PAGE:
Ramundeboda Abbey Ruins

Finnerödja, Sweden

Ramundeboda Abbey belonged to the Hospital Brothers of St. Anthony and was established in the late 1400s. This was the only Antonines monastery in Sweden. After Reformation abbey's properties were seized in 1527. After that there was an inn until 1800s and the Ramundeboda Church between 1686-1688. The church was moved to Laxå in 1899.

References:

Comments

Your name



Address

E20, Finnerödja, Sweden
See all sites in Finnerödja

Details

Founded: c. 1475
Category: Ruins in Sweden
Historical period: Kalmar Union (Sweden)

Rating

4.1/5 (based on Google user reviews)

User Reviews

Torsten Andersson (13 months ago)
God glass ?
Gustaf Sjöholm (18 months ago)
Cozy and picturesque little stop along the road, why not give it a go? I enjoyed the the average waffles outside in the sun - in front of the beautiful lake. The checked out the ruins 1 minute walk away before hitting the dull state road E20 again. Full, refreshed and loaded with a small doze of cultural history... Recommended!
Nora Selmeczi (2 years ago)
Delicious waffles first thing in the morning! the consistency is perfect: crisp on the outside, chewy on the inside, with a generous dollop of cream and cloudberry jam. I also loved the whimsical selection of coffee cups. The café is located in a beautiful setting, just off the E20, definitely worth taking a short break!
Heli Lehtinen (2 years ago)
Tasty food and friendly staff.
Karin Brinck (3 years ago)
Nice place by the lake with tasty ice cream. Didn't test the food or the waffles, but looked real good.
Powered by Google

Featured Historic Landmarks, Sites & Buildings

Historic Site of the week

Abbey of Saint-Étienne

The Abbey of Saint-Etienne, also known as Abbaye aux Hommes ('Men"s Abbey'), is a former monastery dedicated to Saint Stephen (Saint Étienne). It is considered, along with the neighbouring Abbaye aux Dames ('Ladies" Abbey'), to be one of the most notable Romanesque buildings in Normandy. Like all the major abbeys in Normandy, it was Benedictine.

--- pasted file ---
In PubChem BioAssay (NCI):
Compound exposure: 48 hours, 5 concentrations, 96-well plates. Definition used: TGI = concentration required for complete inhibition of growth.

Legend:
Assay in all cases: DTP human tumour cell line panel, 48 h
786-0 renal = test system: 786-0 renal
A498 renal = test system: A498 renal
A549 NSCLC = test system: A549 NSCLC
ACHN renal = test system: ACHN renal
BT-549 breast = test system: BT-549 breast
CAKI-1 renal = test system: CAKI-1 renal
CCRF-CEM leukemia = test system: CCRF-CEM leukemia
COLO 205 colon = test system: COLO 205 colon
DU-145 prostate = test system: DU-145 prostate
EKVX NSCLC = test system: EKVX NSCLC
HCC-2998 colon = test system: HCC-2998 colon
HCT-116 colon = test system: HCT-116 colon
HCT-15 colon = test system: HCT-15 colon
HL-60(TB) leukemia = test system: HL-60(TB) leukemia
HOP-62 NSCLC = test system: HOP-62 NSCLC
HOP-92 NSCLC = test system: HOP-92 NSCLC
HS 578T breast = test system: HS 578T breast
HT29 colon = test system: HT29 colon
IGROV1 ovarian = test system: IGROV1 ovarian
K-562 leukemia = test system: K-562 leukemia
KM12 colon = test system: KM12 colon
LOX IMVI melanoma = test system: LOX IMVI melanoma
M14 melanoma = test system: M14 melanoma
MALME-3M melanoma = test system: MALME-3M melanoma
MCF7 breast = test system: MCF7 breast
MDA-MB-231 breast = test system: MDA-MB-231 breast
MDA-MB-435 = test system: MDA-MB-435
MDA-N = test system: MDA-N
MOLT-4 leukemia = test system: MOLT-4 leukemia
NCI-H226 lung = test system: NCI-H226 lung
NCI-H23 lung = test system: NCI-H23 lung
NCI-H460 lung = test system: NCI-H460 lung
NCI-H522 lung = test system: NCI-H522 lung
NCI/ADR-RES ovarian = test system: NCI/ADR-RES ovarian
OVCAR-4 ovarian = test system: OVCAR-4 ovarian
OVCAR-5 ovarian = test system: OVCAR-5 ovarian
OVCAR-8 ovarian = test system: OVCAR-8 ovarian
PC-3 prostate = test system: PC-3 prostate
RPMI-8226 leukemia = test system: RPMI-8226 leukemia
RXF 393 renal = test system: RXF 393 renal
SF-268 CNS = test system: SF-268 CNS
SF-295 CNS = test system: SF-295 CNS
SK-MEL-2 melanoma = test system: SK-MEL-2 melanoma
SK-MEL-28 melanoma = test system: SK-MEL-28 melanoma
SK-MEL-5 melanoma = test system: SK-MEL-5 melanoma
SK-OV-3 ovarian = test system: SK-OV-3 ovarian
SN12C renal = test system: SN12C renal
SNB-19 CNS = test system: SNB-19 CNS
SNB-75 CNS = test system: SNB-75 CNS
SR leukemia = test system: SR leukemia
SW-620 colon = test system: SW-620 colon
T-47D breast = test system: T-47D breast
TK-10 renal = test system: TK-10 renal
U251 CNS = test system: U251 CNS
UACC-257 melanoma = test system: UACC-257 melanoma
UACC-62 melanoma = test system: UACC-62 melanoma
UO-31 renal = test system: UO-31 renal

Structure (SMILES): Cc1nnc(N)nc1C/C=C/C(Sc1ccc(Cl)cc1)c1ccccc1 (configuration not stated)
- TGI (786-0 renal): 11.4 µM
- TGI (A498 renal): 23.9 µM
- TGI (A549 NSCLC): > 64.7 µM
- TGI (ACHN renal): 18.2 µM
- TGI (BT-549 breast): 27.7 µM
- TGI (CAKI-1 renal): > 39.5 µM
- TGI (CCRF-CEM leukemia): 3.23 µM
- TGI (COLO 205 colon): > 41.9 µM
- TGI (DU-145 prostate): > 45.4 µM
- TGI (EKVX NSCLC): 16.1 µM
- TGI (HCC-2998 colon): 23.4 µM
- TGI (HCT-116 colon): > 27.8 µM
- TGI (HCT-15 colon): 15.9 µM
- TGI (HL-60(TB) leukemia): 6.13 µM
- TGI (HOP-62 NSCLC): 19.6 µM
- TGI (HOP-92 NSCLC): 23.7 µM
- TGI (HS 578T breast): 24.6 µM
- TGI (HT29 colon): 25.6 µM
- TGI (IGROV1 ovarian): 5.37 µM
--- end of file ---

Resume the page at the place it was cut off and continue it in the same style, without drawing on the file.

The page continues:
Lanfranc, before being an Archbishop of Canterbury, was abbot of Saint-Etienne. Built in Caen stone during the 11th century, the two semi-completed churches stood for many decades in competition. An important feature added to both churches in about 1120 was the ribbed vault, used for the first time in France. The two abbey churches are considered forerunners of the Gothic architecture. The original Romanesque apse was replaced in 1166 by an early Gothic chevet, complete with rosette windows and flying buttresses. Nine towers and spires were added in the 13th century. The interior vaulting shows a similar progression, beginning with early sexpartite vaulting (using circular ribs) in the nave and progressing to quadipartite vaults (using pointed ribs) in the sanctuary.

The two monasteries were finally donated by William the Conqueror and his wife, Matilda of Flanders, as penalty for their marriage against the Pope"s ruling. William was buried here; Matilda was buried in the Abbaye aux Dames. Unfortunately William"s original tombstone of black marble, the same kind as Matilda"s in the Abbaye aux Dames, was destroyed by the Calvinist iconoclasts in the 16th century and his bones scattered.

As a consequence of the Wars of Religion, the high lantern tower in the middle of the church collapsed and was never rebuilt. The Benedictine abbey was suppressed during the French Revolution and the abbey church became a parish church. From 1804 to 1961, the abbey buildings accommodated a prestigious high school, the Lycée Malherbe. During the Normandy Landings in 1944, inhabitants of Caen found refuge in the church; on the rooftop there was a red cross, made with blood on a sheet, to show that it was a hospital (to avoid bombings).